Yesterday's post was about the removal of the shell of a Truncatella caribaeensis specimen in preparation for dissection. The subsequent dissection went well and I was able to see what I wanted to see.
Here is the dissected snail after the mantle was cut open and moved aside.
The white, folded organ labeled "penis" is, well, the penis of the snail. It is about a half of the spiraled body length of the snail (talk about penis enlargement).
What interested me more was the row of tiny white flaps to the left of the penis. They constitute the ctenidium or the gill of Truncatella caribaeensis. Here is a larger view.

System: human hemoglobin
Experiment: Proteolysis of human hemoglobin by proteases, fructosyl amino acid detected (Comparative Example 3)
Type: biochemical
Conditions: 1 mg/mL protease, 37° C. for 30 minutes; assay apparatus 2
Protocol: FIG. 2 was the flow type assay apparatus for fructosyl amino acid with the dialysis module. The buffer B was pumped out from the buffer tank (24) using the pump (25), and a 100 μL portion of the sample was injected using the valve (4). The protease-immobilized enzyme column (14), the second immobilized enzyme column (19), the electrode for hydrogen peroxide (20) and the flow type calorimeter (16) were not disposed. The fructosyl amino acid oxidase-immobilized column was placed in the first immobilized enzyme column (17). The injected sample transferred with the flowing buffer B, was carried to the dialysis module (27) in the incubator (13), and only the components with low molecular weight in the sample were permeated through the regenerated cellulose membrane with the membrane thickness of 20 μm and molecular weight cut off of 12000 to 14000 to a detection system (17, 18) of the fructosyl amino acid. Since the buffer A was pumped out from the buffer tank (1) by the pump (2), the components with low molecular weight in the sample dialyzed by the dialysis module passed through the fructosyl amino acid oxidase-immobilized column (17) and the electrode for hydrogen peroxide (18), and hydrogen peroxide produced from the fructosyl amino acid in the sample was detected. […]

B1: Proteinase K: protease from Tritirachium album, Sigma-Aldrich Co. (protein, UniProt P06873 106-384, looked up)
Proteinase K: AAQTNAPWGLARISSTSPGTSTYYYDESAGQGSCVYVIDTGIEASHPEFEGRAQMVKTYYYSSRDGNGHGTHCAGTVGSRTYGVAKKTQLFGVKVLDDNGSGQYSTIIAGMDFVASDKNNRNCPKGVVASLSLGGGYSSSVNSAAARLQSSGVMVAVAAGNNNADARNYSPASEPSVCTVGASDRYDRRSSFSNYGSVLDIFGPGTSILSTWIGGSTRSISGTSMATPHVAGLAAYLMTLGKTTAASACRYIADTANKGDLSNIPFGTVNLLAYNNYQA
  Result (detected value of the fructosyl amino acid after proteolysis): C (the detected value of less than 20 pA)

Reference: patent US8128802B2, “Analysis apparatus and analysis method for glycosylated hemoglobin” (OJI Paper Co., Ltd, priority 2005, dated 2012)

This snail spends its entire life cycle on land very close to the sea, but out of it, unless it is carried away by the waves or the tides, and because of that it is considered a land snail. But it still, as we see here, retains the gill of its aquatic ancestors from whom it evolved. On the other hand, there are other species of snails that live on land alongside Truncatella, for example, Melampus bullaoides, that lost their gills a long time ago and obtain their oxygen thru their vascularized mantle, or "lung." But they nevertheless return to the sea to reproduce, because they still have planktonic larvae as did their ancestors.
Evolution works in mysterious ways.